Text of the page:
jump down someone's throat

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jump down (one's) throat

To yell at or scold one harshly, often unexpectedly. Whoa, don't jump down my throat—I'm just the messenger here. Talk to the boss if you're unhappy with this decision.
See also: down, jump, throat

jump down someone's throat

Strongly criticize, reprimand or disagree with someone. For example, Just because I admitted to being there, you needn't jump down my throat. [Late 1800s] Also see jump all over someone.
See also: down, jump, throat

jump down someone's throat

INFORMAL
If someone jumps down your throat, they react in a very angry way to something you have said or done. If I even asked her about her day, she'd jump down my throat, as if I were interrogating her. Is your boss more likely to jump down your throat than listen to your useful suggestions?
See also: down, jump, throat

jump down someone's throat

respond to what someone has said in a sudden and angrily critical way. informal
See also: down, jump, throat

jump down someone's throat, to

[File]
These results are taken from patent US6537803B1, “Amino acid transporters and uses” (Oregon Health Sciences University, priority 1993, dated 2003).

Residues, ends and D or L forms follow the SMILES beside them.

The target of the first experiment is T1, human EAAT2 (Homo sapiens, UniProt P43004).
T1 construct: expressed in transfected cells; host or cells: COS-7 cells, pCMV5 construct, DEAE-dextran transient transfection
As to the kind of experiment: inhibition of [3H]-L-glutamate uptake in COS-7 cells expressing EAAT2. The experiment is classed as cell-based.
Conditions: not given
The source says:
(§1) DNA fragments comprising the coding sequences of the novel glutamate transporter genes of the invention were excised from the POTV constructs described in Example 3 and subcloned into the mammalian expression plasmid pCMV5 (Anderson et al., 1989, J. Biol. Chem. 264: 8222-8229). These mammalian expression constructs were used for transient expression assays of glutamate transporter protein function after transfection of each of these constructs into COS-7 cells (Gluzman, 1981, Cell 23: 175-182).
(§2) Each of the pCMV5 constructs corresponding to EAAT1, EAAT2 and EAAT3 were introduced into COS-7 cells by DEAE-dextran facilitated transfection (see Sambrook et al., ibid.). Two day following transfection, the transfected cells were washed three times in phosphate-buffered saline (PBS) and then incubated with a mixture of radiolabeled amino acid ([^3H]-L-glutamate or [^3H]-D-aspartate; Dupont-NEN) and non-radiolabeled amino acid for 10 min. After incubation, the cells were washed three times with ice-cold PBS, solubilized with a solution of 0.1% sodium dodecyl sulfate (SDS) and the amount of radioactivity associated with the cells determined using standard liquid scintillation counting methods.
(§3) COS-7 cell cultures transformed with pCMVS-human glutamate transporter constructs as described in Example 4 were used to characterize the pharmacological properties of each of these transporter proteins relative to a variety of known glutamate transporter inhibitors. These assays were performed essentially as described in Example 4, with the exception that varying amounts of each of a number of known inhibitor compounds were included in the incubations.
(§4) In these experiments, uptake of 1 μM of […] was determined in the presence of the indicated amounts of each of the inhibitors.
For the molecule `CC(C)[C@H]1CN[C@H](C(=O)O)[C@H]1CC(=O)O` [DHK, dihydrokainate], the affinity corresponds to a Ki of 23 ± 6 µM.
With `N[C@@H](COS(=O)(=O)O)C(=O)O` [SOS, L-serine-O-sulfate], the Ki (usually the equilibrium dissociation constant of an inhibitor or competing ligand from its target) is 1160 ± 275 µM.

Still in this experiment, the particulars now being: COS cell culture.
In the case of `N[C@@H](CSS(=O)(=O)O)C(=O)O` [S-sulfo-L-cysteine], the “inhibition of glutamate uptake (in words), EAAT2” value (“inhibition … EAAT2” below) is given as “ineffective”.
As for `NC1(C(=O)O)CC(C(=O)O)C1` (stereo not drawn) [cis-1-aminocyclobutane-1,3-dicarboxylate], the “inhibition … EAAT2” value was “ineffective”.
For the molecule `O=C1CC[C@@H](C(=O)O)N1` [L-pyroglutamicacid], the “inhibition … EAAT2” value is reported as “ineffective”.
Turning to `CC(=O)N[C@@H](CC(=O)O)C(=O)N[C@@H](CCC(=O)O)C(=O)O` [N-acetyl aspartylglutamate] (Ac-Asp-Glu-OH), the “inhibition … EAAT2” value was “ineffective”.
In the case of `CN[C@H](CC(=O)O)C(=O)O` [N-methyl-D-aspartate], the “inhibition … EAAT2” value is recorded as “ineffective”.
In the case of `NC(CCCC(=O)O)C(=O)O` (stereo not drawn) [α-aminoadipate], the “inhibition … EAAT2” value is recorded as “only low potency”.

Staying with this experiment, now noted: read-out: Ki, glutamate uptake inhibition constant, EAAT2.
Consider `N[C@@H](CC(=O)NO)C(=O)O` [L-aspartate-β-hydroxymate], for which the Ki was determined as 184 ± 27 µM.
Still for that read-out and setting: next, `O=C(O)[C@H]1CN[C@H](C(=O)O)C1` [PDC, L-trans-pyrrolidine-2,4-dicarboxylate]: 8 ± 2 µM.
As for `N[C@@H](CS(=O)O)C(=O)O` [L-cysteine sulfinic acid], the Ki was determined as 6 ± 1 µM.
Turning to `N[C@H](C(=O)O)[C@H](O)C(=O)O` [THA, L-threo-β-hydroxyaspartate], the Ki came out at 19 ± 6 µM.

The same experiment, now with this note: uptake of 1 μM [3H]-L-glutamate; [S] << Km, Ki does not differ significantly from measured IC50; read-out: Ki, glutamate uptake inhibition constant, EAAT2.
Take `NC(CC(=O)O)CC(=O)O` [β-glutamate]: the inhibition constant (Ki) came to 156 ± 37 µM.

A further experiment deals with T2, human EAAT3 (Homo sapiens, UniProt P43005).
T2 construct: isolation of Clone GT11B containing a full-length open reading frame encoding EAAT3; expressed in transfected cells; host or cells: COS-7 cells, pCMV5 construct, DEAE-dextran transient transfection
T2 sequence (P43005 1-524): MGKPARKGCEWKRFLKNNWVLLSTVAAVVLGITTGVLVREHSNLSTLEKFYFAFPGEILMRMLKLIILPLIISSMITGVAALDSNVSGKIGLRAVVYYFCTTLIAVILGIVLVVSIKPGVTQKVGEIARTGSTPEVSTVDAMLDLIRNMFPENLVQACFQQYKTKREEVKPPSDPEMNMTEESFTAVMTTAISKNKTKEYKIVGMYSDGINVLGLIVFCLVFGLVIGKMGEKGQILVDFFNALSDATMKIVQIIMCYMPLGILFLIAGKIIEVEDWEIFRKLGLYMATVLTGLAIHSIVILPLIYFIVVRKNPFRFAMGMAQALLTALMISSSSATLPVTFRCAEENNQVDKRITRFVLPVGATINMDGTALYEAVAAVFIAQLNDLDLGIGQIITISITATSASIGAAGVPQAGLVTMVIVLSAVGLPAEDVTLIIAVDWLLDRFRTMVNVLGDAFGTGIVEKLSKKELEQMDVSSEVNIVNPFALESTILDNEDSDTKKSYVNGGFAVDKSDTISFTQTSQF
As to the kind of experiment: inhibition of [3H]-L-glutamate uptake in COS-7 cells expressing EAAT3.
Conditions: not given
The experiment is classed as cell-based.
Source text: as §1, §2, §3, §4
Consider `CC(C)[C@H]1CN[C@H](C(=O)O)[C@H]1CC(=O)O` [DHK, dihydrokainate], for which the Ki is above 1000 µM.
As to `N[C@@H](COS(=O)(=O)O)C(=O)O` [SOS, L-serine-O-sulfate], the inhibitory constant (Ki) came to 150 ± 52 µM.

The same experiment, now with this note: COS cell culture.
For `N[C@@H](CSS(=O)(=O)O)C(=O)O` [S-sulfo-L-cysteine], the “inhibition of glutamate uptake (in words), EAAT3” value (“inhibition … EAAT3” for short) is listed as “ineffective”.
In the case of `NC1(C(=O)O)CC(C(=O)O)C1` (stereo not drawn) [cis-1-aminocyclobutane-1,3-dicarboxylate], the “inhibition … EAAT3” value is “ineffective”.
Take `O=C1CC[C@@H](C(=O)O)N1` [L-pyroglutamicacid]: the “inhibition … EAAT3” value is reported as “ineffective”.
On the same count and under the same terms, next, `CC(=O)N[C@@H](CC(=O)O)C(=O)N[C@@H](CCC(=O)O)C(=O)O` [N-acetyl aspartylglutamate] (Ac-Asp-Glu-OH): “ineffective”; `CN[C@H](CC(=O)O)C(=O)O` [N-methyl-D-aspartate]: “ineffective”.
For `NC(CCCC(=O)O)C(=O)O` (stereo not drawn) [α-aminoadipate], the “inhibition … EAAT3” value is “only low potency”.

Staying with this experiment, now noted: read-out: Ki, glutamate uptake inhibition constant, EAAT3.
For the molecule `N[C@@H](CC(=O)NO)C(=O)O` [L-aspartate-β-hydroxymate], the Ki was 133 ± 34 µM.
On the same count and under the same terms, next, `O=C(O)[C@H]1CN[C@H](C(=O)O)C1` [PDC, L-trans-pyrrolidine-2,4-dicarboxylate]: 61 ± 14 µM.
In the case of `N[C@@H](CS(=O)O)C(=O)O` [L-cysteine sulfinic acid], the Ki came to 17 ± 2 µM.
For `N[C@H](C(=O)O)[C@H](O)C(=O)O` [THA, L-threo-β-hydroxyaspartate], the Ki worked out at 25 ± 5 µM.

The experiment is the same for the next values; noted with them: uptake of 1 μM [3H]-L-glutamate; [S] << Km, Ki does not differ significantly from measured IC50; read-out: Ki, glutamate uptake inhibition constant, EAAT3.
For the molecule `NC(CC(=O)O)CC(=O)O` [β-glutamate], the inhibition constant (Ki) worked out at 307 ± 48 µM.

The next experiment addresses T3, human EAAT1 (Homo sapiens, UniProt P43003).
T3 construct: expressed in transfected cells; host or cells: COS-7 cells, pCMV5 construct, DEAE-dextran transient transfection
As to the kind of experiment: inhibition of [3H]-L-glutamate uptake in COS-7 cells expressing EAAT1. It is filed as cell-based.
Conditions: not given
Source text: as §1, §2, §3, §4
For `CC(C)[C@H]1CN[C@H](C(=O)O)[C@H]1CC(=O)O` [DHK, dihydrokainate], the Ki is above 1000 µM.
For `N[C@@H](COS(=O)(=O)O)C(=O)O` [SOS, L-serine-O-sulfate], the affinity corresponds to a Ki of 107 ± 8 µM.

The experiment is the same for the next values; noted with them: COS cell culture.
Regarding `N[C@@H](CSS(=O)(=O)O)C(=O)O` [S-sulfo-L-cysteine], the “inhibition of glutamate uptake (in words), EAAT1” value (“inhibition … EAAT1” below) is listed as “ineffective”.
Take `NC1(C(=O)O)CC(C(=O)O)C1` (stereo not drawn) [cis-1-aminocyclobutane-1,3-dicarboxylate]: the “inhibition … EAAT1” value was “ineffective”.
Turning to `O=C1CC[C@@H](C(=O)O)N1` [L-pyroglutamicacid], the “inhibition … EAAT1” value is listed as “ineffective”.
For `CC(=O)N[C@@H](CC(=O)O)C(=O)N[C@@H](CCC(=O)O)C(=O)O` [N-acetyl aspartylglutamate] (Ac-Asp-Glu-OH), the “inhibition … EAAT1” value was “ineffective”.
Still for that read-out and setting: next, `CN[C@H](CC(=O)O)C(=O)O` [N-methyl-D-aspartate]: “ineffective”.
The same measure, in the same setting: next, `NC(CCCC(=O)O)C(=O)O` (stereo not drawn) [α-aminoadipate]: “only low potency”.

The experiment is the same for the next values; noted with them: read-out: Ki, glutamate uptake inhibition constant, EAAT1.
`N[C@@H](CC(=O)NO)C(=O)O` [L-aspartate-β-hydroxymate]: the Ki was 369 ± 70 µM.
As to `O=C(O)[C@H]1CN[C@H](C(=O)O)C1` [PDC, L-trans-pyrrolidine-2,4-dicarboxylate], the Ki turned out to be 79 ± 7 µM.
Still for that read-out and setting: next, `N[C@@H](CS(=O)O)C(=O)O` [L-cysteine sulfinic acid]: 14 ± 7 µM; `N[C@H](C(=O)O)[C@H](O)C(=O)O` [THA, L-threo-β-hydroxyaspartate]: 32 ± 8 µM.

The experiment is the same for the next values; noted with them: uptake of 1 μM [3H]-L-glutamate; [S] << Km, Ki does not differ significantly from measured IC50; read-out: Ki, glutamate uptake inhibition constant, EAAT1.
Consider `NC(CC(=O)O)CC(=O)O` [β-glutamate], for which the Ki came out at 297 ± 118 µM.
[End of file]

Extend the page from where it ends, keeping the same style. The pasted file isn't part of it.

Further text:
To criticize, reprimand, or disagree sharply and suddenly. This vivid metaphor has been around since the late nineteenth century. Anthony Trollope used it in his Cousin Henry (1879): “Was she to jump down your throat when you asked her?”
See also: down, jump
References in periodicals archive ?
He said: "It was nice of him to hit a half-volley straight down someone's throat. I enjoyed that."
I'm not too proud if we have to knock it down someone's throat.
As I got older and more mature, I realized that sometimes spoon feeding is better than trying to stuff it down someone's throat,'' he said.
It is (however) a word with a good heart, in spite of its dirty reputation." On the street the word is equated with pressure, selling God, as if God were vinyl siding or a hot dog; shoving your ideas down someone's throat, threatening folk with hell if they don't give in.
This is a serious subject key to shaping our city's future - jumping down someone's throat when they attempt to engender and encourage debate is simply criticising for the sake of it.
"We are not interested in cramming something down someone's throat if it is not wanted," he said.
There was no way you could get a Curly Wurly down someone's throat. She would be dead by now."
You can't force it down someone's throat. I gave him information where at the end he said, `I don't know how you knew that, but that's still not for me.' And that's not for him."